- Many critics of Ben Jonson's 'Volpone' have argued that it is not a true comedy but rather a mix of tragedy, comedy, and satire. Many have also claimed that it follows the traditional beast-fable that can be found in the tales of Aesop. Although Volpone takes on some characteristics of tragedy, it seems to follow closer to the conventions of comedy. But it is not the traditional form of comedy. It is a play that takes on the form of a comical satire as well as a morality play. It also adapts the features of a fable in that it strives to teach a moral....   [tags: Ben Jonson Volpone Essays]

Research Papers
2996 words (8.6 pages)

Jonson's Volpone Essay

- Homosexual Overtones in Volpone During the Renaissance, women did not participate in the theatre; hence, men, dressed in drag, played women's roles. This particular characteristic of Renaissance drama adds many dimensions, erotic and social, to the spectacle on the stage. However, "The primary difficulty in surveying this landscape results from the strong indications that early modern eroticism was fundamentally different from that today. Consequently, the challenge deciphering what may be radically different cultural codes for the Rena issance is formidable" (Zimmerman 7)....   [tags: Jonson Volpone]

Free Essays
479 words (1.4 pages)

Avarice in Ben Jonson's Volpone Essay

- What a rare punishment/Is avarice to itself. Volpone, Act 1, sc.iv. Do the events in the play confirm this. Volpone was written at a time when Jacobean London was infected with greed, cunning and credulity. These traits Ben Jonson used to show the folly of avarice and its rewards or punishment to those whose only love is money and appropriating more of it. Volpone is all about morals, greed and the depths people will sink to get what they want, despite its consequences on themselves and others. The Jacobean audiences were familiar with its setting in Venice and they thought Italy 'was the land of sensational evil-doing....   [tags: English Literature]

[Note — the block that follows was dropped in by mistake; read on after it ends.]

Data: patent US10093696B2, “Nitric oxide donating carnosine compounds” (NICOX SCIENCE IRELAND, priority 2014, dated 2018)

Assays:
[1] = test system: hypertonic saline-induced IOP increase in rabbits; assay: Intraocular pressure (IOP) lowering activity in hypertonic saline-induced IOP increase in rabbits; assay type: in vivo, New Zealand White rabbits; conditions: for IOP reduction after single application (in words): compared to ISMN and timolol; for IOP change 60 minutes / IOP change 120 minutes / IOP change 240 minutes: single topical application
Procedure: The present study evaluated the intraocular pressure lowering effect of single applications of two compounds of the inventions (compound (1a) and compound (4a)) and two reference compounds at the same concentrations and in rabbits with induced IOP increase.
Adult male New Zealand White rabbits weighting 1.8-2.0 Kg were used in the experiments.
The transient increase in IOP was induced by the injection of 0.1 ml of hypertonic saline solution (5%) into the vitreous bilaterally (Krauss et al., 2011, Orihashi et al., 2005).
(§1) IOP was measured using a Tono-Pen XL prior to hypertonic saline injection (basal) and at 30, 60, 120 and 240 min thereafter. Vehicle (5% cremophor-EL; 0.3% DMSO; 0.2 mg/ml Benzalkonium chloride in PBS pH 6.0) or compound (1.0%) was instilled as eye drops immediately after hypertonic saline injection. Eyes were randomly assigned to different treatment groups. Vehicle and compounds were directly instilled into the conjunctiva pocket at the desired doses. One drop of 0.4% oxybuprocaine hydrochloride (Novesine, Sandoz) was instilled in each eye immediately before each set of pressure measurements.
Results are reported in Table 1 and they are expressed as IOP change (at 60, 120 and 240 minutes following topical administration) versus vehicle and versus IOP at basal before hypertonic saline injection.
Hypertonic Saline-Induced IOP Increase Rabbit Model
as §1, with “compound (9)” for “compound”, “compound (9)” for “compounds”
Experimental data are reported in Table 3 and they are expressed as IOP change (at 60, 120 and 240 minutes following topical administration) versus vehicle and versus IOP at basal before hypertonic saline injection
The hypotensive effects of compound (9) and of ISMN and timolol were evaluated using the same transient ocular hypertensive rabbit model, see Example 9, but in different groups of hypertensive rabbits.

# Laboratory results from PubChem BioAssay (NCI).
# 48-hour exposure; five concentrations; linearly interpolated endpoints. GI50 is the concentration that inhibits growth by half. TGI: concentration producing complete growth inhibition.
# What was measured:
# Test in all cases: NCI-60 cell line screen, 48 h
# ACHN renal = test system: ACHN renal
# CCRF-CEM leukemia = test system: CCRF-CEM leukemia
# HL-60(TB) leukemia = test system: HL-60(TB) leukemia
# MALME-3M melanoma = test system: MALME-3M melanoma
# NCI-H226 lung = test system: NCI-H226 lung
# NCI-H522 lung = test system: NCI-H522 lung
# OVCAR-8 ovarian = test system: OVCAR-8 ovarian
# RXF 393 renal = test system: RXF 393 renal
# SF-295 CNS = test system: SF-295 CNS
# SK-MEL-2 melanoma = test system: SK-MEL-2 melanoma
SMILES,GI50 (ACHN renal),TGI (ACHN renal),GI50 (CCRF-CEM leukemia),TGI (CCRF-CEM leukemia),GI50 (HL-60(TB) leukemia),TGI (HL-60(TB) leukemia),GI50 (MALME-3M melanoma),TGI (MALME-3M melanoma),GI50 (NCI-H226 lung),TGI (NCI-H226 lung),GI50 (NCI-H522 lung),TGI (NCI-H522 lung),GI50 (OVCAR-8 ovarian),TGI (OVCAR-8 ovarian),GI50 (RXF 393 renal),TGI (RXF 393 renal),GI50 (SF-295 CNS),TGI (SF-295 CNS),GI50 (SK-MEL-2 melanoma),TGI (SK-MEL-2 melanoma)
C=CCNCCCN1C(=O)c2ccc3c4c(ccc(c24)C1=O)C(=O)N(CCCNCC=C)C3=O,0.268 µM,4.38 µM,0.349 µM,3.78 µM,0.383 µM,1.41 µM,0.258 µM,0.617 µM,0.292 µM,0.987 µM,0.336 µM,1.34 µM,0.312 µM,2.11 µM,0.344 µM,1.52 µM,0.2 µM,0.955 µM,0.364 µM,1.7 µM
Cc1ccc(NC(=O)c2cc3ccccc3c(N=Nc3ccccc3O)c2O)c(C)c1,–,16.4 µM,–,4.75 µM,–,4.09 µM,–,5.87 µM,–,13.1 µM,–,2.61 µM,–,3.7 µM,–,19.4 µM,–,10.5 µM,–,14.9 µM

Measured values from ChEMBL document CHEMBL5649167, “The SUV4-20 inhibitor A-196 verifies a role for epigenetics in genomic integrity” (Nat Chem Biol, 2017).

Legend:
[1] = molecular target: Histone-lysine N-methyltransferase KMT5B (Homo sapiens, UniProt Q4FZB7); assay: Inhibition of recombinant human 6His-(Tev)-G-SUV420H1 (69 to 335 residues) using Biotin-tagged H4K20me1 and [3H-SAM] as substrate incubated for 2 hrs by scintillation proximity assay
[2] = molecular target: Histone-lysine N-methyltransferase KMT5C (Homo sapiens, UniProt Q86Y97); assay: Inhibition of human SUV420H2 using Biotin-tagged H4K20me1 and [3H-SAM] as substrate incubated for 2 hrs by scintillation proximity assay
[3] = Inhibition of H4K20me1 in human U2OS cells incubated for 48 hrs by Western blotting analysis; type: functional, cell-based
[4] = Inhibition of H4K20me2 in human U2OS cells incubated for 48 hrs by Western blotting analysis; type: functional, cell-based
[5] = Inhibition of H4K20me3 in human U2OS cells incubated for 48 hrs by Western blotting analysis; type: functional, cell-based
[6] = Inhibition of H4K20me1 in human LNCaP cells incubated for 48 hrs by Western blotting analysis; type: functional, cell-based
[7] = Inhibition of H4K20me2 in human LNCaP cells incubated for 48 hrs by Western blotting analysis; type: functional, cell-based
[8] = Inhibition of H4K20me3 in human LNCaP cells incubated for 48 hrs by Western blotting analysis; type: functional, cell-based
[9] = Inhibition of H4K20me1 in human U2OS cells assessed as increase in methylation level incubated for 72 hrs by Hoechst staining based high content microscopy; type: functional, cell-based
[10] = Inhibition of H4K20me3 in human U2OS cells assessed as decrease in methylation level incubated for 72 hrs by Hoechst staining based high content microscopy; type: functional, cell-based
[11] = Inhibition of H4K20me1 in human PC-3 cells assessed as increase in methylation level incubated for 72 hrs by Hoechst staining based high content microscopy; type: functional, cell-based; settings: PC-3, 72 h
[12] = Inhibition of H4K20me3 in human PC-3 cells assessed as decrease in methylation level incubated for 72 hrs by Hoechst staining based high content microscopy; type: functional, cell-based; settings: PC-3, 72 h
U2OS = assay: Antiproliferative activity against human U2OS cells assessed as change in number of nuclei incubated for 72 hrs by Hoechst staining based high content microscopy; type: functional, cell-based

Research Papers
458 words (1.3 pages)

Essay on Ben Jonson’s Volpone

- Ben Jonson’s Volpone is highly occupied with the evolving city setting during the early seventeenth century in London where international trade, migration and commercial commotion played the imperative role to shape and reshape people’s attitude to life. This evolving urban panorama entices moral decay of individuals and corruption in institutions. Fraudulence, deception, covetousness, greed, and selfishness become the means of individual existence in the exceedingly cutthroat money-making society....   [tags: literary analysis, cultural theory]